Tucumcari's Blue Swallow Hotel, which opened to travelers along Route 66 in 1939 (Photo: Licensed by iStock/Getty Images)
US Highway 66, popularly known as “Route 66,” was the US’s first all-weather highway from Chicago to Los Angeles. (Image: National Park Service)
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The Center for Architectural Conservation (CAC) at Weitzman has received one of 11 grants awarded by the National Park Service (NPS) to develop a model documentation and conservation management plan for the Route 66 landscape in Tucumcari, New Mexico. Entitled “Learning from the Mother Road,” the project is intended not only to advance the understanding and preservation of a complex cultural landscape that is increasingly threatened by decay, disuse, and vandalism, but also to experiment in the combined use of the methodologies of geomatics, archaeology, and the ‘technical humanities’ in the temporal and spatial capture of a landscape of movement that defines the Route 66 corridor.
“New Mexico, and especially Tucumcari, has long enjoyed a rich association with the transnational route,” explains Frank Matero, Gonick Family Professor and chair of the Graduate Program in Historic Preservation at Penn and director of the CAC. “The result has been one of the largest intact assemblages of roadside architecture, features, and infrastructure that is as diverse in typology as it is in chronology. Our study, in some ways, harkens back to the other great road trip to Las Vegas by the Venturi-Rauch-Scott-Brown studio and comes just in time to contribute towards the Mother Road’s centenary in 2026.”
US Highway 66, popularly known as “Route 66,” was the country’s first all-weather highway from Chicago to Los Angeles. Immortalized in music, film, and television, Route 66 was an active component of the federal network from 1926 to 1984. Linking the then-isolated and predominantly rural American West to the densely-populated urban Midwest and Northeast, the road enabled one of the most comprehensive movements of people in the history of the United States. Originally stitching together existing roads, some of Indigenous and Spanish colonial origin, Route 66 was rebuilt after the Great Depression and paved along its entire length.
Working in partnership with New Mexico Highlands University (NMHU), the CAC will create a layered, geo-cultural history of Tucumcari’s Route 66 as it has evolved over time. Through the application of photography, video, GPS and 3D spatial data, the project will explore best practices in heritage documentation; organize and disseminate verified information on a public website; and provide student instruction in geomatics, public history, media studies, and archeology as well as historic preservation. The team will also deliver a report of its findings to New Mexico Historic Preservation Division of the New Mexico Department of Cultural Affairs.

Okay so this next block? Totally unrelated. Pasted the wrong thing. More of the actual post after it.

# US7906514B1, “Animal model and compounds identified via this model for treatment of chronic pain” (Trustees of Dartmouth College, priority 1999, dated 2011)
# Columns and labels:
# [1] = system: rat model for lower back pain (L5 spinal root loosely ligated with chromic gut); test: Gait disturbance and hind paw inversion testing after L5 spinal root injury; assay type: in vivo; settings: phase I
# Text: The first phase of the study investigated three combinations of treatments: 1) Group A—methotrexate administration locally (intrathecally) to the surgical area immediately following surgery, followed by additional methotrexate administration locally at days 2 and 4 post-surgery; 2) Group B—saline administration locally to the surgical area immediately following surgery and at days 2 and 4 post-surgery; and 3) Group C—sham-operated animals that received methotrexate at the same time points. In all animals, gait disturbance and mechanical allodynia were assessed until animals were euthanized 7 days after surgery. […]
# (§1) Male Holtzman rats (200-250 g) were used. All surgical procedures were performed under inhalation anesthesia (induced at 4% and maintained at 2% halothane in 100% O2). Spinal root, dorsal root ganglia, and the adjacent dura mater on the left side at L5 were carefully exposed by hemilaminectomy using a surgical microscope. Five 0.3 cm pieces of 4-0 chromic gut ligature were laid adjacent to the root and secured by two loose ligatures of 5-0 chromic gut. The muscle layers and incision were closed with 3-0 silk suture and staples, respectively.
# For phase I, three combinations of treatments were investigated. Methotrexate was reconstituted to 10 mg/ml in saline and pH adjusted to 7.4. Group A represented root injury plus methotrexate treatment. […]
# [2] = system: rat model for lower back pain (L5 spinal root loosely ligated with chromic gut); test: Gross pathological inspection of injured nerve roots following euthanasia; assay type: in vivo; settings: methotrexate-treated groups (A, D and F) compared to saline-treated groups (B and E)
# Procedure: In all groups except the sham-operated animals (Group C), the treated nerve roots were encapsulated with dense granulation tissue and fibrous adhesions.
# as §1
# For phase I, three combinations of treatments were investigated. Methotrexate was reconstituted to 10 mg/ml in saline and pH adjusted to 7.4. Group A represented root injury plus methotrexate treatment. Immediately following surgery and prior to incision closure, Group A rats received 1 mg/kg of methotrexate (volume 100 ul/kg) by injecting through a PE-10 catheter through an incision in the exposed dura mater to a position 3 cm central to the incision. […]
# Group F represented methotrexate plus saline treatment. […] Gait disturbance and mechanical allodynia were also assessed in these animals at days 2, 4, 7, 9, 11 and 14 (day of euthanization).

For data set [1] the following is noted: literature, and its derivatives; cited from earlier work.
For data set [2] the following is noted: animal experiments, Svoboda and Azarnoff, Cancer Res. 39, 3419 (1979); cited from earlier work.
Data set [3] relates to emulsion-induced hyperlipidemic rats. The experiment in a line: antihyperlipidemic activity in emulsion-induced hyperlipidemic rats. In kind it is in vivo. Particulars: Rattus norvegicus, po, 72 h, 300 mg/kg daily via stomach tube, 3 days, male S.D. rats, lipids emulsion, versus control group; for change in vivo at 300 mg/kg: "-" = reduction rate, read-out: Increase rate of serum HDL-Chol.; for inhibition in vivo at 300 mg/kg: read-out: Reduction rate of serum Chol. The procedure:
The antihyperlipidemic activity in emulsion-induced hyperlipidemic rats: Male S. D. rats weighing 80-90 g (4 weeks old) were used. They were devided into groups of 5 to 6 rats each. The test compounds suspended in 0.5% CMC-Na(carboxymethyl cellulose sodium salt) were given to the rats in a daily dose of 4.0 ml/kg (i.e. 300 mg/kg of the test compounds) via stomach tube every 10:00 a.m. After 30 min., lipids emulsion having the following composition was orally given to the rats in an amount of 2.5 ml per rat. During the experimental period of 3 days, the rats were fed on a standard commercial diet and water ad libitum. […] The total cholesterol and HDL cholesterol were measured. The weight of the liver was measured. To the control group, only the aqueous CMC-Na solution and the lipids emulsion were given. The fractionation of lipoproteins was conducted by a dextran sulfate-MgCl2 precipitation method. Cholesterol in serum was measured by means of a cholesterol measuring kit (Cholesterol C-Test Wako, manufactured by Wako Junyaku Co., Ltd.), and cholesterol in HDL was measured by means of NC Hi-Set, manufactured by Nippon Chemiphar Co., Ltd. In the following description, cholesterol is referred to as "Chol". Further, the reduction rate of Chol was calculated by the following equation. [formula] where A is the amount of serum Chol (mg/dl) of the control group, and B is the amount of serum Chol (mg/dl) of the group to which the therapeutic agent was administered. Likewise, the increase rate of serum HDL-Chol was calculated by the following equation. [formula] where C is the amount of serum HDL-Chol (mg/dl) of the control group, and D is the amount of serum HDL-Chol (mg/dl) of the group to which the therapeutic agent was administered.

Matero’s collaborators include photographer Joseph Elliott, lecturer in the Graduate Program in Historic Preservation at Penn; and Joseph P. Zebrowski, Special Programs Manager/GIS Analyst, New Mexico Forest and Watershed Restoration Institute at NMHU; and Lauren Addario, faculty in Media Arts & Technology and director of the Cultural Technology Internship Program, also at NMHU, whose students will review and produce a variety of multimedia projects including mapped projections, 3-D models and prints, illustrations, photography, and videos of Route 66 as it passes through Tucumcari; and Lewis Borck, Horizon Chair in Native American History and Culture, Department of Native American Studies at the University of Oklahoma, whose students will conduct an archeological survey of sites along the corridor, contributing to the lost narratives of the many who traversed the route before, during, and after the creation of the road.
The grant was made as part of the NPS’s Route 66 Corridor Preservation Program, which has facilitated $6.53 million in public-private investment toward the revitalization and commemoration of the Route 66 corridor since the Program’s creation in 2001. After the road was decommissioned in 1985, federal and state agencies, and private organizations and citizens realized that remnants of the road were quickly disappearing, and that the remaining significant structures, features, and artifacts should be preserved, leading to the passage of the Route 66 Corridor Act in 1999.
Established at Penn in 1991, the Center for Architectural Conservation conducts a full agenda of research and teaching dedicated to documentation, recording, field survey, material analysis, condition assessment, risk analysis, and the development of new treatments and treatment evaluation of historic structures and sites. In addition to providing graduate and post graduate students with then necessary environment to participate and collaborate in applied projects at home and abroad, the CAC offers professional workshops and master classes for the public and professional community.